HARDIN COUNTY - With the help of fifteen volunteer rainfall reporters, your Extension office has collected unofficial township rainfall data for the past twenty consecutive years. Early April was much dryer than typical, permitting more early planting than seen before. Frequent showers in May prevented the completion of planting until June on many Hardin County farms.
Hot and dry weather during July and August caused stress for most of the corn and soybeans. Early planted corn that was pollinating during the very hot weather was damaged, and will result in reduced yields. Late summer rains, however, were very favorable for development of the late planted corn and soybeans, with many growers now harvesting average or above average crops in some fields.
Soybean harvest is nearly complete now, but harvest in the remaining fields has been slowed or stopped by wet soil conditions. Corn harvest is well under way now, but farmers continue to battle mud. Grain yields have been quite variable, depending greatly on the date of planting and the occurrence of scattered summer showers on each particular farm.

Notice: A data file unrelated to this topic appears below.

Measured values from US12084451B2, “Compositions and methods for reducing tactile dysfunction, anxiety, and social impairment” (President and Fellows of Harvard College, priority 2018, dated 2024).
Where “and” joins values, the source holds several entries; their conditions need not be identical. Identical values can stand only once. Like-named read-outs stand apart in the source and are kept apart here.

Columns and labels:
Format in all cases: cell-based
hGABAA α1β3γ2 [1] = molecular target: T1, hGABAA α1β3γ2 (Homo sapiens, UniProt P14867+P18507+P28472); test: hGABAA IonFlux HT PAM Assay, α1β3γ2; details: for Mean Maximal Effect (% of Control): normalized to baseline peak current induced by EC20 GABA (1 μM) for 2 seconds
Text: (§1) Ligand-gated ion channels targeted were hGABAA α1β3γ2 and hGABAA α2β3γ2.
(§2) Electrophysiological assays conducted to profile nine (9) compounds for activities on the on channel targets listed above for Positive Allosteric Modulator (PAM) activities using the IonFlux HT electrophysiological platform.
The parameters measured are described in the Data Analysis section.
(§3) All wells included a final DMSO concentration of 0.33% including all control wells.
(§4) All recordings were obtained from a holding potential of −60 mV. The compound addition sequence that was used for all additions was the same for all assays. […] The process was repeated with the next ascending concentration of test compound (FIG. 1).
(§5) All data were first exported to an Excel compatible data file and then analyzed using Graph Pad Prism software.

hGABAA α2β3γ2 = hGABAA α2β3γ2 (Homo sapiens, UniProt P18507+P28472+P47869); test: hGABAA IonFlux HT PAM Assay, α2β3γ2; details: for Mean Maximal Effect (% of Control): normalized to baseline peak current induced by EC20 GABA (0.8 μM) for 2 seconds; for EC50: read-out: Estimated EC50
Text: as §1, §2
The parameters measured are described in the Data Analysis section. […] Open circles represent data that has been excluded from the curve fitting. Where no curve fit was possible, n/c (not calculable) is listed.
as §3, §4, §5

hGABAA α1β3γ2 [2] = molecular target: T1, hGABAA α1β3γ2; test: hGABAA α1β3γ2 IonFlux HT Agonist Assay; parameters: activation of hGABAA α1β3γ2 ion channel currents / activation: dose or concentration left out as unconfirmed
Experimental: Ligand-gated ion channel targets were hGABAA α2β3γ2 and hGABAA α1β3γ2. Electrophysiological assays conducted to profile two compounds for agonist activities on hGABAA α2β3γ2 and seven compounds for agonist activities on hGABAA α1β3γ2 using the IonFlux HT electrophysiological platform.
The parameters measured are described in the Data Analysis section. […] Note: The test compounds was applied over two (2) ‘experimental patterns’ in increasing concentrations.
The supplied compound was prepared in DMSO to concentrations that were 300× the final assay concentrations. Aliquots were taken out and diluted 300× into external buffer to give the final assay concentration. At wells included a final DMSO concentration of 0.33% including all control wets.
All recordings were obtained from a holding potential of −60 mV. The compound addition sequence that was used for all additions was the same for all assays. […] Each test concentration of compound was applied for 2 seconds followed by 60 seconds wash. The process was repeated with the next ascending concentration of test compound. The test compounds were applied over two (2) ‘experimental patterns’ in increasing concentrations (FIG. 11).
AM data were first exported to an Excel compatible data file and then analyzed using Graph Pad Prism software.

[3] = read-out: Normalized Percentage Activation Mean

Fall planting of winter wheat has been reduced in the county by the delayed soybean harvest and the wet soil conditions. Sufficient soil moisture for establishment of the winter wheat was present, and most of the planted wheat has emerged. It appears that the acres of wheat in Hardin County will be low and likely lower than the 2011 wheat plantings.
All activities of the Hardin County Extension office are made possible by a 0.4 mill real estate tax levy voted in 2010, and continuing through 2014. Thanks to the confidence you have in the Extension office and their programs, they are able to continue to provide programs and services needed in Hardin County.